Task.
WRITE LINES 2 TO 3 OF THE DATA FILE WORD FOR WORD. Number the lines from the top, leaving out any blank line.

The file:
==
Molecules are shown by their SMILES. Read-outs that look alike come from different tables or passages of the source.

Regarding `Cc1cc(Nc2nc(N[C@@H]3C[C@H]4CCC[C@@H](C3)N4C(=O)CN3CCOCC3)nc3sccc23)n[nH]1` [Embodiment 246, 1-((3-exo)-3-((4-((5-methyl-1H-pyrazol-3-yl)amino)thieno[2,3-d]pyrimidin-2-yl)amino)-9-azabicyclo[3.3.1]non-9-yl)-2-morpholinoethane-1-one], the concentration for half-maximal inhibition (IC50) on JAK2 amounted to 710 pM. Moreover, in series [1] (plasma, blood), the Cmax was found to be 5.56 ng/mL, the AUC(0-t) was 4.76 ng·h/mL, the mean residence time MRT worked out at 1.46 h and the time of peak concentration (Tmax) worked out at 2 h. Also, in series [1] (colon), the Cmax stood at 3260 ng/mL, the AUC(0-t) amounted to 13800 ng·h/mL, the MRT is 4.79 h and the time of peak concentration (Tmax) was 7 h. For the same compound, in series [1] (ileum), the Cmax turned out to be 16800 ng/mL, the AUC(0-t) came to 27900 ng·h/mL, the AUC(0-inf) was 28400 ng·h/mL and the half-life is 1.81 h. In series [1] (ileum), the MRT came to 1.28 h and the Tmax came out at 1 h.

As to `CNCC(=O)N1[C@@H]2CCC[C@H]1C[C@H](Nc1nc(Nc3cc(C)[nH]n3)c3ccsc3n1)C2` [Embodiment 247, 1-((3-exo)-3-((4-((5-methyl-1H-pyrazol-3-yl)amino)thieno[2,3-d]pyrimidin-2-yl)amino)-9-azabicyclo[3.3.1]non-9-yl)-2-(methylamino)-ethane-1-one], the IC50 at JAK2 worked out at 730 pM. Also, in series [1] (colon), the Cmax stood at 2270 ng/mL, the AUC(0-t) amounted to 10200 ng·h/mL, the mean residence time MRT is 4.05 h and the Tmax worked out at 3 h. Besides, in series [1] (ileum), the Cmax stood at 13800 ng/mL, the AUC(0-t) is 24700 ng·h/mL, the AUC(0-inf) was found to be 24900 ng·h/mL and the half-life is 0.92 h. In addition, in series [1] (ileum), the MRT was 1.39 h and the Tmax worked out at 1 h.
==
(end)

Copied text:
Regarding `Cc1cc(Nc2nc(N[C@@H]3C[C@H]4CCC[C@@H](C3)N4C(=O)CN3CCOCC3)nc3sccc23)n[nH]1` [Embodiment 246, 1-((3-exo)-3-((4-((5-methyl-1H-pyrazol-3-yl)amino)thieno[2,3-d]pyrimidin-2-yl)amino)-9-azabicyclo[3.3.1]non-9-yl)-2-morpholinoethane-1-one], the concentration for half-maximal inhibition (IC50) on JAK2 amounted to 710 pM. Moreover, in series [1] (plasma, blood), the Cmax was found to be 5.56 ng/mL, the AUC(0-t) was 4.76 ng·h/mL, the mean residence time MRT worked out at 1.46 h and the time of peak concentration (Tmax) worked out at 2 h. Also, in series [1] (colon), the Cmax stood at 3260 ng/mL, the AUC(0-t) amounted to 13800 ng·h/mL, the MRT is 4.79 h and the time of peak concentration (Tmax) was 7 h. For the same compound, in series [1] (ileum), the Cmax turned out to be 16800 ng/mL, the AUC(0-t) came to 27900 ng·h/mL, the AUC(0-inf) was 28400 ng·h/mL and the half-life is 1.81 h. In series [1] (ileum), the MRT came to 1.28 h and the Tmax came out at 1 h.

As to `CNCC(=O)N1[C@@H]2CCC[C@H]1C[C@H](Nc1nc(Nc3cc(C)[nH]n3)c3ccsc3n1)C2` [Embodiment 247, 1-((3-exo)-3-((4-((5-methyl-1H-pyrazol-3-yl)amino)thieno[2,3-d]pyrimidin-2-yl)amino)-9-azabicyclo[3.3.1]non-9-yl)-2-(methylamino)-ethane-1-one], the IC50 at JAK2 worked out at 730 pM. Also, in series [1] (colon), the Cmax stood at 2270 ng/mL, the AUC(0-t) amounted to 10200 ng·h/mL, the mean residence time MRT is 4.05 h and the Tmax worked out at 3 h. Besides, in series [1] (ileum), the Cmax stood at 13800 ng/mL, the AUC(0-t) is 24700 ng·h/mL, the AUC(0-inf) was found to be 24900 ng·h/mL and the half-life is 0.92 h. In addition, in series [1] (ileum), the MRT was 1.39 h and the Tmax worked out at 1 h.